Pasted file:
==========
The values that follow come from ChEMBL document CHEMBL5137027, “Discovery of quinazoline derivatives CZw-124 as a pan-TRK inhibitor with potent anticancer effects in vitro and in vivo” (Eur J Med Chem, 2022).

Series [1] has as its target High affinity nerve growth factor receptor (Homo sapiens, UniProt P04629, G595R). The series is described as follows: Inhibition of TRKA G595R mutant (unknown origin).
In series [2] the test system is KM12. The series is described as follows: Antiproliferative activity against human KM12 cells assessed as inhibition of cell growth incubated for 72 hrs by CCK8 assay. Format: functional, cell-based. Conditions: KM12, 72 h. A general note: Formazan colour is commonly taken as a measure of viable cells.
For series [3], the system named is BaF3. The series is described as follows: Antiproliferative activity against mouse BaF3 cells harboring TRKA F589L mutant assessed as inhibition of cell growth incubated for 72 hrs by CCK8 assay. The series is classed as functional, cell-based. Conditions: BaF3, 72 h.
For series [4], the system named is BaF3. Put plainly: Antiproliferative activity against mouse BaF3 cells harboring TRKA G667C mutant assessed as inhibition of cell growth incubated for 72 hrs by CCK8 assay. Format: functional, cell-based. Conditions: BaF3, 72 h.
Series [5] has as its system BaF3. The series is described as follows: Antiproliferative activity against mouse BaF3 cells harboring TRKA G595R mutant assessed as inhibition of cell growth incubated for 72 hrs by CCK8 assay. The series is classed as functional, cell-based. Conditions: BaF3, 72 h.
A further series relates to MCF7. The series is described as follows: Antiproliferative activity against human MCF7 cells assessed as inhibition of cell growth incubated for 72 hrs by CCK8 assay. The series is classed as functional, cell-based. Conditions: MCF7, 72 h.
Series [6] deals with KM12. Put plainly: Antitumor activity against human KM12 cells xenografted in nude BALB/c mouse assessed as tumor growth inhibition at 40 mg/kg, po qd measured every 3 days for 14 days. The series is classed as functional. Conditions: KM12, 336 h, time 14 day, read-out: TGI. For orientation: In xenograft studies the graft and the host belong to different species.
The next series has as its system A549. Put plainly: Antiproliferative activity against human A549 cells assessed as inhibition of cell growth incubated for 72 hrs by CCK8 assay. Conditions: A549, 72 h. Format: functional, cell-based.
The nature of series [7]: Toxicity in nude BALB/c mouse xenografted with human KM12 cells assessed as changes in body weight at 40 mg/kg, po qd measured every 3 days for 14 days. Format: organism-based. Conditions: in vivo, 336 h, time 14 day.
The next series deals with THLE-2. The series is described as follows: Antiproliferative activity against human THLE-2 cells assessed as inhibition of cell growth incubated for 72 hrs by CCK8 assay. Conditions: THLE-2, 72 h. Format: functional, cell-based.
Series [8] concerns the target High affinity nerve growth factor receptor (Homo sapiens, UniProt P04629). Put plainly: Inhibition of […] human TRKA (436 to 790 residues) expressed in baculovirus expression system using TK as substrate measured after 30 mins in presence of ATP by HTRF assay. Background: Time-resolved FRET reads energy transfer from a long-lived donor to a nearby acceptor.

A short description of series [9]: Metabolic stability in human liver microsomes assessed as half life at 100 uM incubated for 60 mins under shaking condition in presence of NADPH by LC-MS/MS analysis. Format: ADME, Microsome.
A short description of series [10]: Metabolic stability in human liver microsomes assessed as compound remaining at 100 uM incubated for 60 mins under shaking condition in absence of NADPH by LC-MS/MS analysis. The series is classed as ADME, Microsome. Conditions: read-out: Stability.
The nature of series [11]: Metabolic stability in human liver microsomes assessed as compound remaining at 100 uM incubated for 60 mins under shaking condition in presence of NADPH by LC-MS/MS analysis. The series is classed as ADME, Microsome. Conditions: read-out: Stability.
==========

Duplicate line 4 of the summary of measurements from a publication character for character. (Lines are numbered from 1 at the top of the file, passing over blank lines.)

For series [3], the system named is BaF3. The series is described as follows: Antiproliferative activity against mouse BaF3 cells harboring TRKA F589L mutant assessed as inhibition of cell growth incubated for 72 hrs by CCK8 assay. The series is classed as functional, cell-based. Conditions: BaF3, 72 h.